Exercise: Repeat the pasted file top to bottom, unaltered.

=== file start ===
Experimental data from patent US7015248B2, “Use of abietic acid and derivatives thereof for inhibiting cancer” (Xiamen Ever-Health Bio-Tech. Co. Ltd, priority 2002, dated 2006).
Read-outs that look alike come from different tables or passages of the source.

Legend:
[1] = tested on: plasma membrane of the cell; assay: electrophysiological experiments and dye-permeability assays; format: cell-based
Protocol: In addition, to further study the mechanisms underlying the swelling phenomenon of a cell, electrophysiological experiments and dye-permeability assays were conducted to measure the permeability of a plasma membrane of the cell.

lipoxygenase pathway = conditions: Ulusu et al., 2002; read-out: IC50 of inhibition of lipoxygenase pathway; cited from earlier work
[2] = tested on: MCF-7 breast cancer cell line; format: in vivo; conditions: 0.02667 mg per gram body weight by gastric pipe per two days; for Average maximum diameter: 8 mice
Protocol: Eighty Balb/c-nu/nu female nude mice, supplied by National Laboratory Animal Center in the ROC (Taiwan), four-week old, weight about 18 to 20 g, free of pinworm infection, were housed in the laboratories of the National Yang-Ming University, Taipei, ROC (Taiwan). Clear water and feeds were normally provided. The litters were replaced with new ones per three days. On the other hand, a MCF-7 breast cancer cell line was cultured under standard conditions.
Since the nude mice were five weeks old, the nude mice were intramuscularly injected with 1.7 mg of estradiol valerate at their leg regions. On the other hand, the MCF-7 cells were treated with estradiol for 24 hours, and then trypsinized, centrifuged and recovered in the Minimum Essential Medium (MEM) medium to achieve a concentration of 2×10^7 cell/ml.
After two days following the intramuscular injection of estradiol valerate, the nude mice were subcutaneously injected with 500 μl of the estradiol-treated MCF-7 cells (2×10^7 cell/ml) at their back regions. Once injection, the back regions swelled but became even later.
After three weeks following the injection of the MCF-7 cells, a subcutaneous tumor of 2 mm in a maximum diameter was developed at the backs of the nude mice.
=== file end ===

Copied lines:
Experimental data from patent US7015248B2, “Use of abietic acid and derivatives thereof for inhibiting cancer” (Xiamen Ever-Health Bio-Tech. Co. Ltd, priority 2002, dated 2006).
Read-outs that look alike come from different tables or passages of the source.

Legend:
[1] = tested on: plasma membrane of the cell; assay: electrophysiological experiments and dye-permeability assays; format: cell-based
Protocol: In addition, to further study the mechanisms underlying the swelling phenomenon of a cell, electrophysiological experiments and dye-permeability assays were conducted to measure the permeability of a plasma membrane of the cell.

lipoxygenase pathway = conditions: Ulusu et al., 2002; read-out: IC50 of inhibition of lipoxygenase pathway; cited from earlier work
[2] = tested on: MCF-7 breast cancer cell line; format: in vivo; conditions: 0.02667 mg per gram body weight by gastric pipe per two days; for Average maximum diameter: 8 mice
Protocol: Eighty Balb/c-nu/nu female nude mice, supplied by National Laboratory Animal Center in the ROC (Taiwan), four-week old, weight about 18 to 20 g, free of pinworm infection, were housed in the laboratories of the National Yang-Ming University, Taipei, ROC (Taiwan). Clear water and feeds were normally provided. The litters were replaced with new ones per three days. On the other hand, a MCF-7 breast cancer cell line was cultured under standard conditions.
Since the nude mice were five weeks old, the nude mice were intramuscularly injected with 1.7 mg of estradiol valerate at their leg regions. On the other hand, the MCF-7 cells were treated with estradiol for 24 hours, and then trypsinized, centrifuged and recovered in the Minimum Essential Medium (MEM) medium to achieve a concentration of 2×10^7 cell/ml.
After two days following the intramuscular injection of estradiol valerate, the nude mice were subcutaneously injected with 500 μl of the estradiol-treated MCF-7 cells (2×10^7 cell/ml) at their back regions. Once injection, the back regions swelled but became even later.
After three weeks following the injection of the MCF-7 cells, a subcutaneous tumor of 2 mm in a maximum diameter was developed at the backs of the nude mice.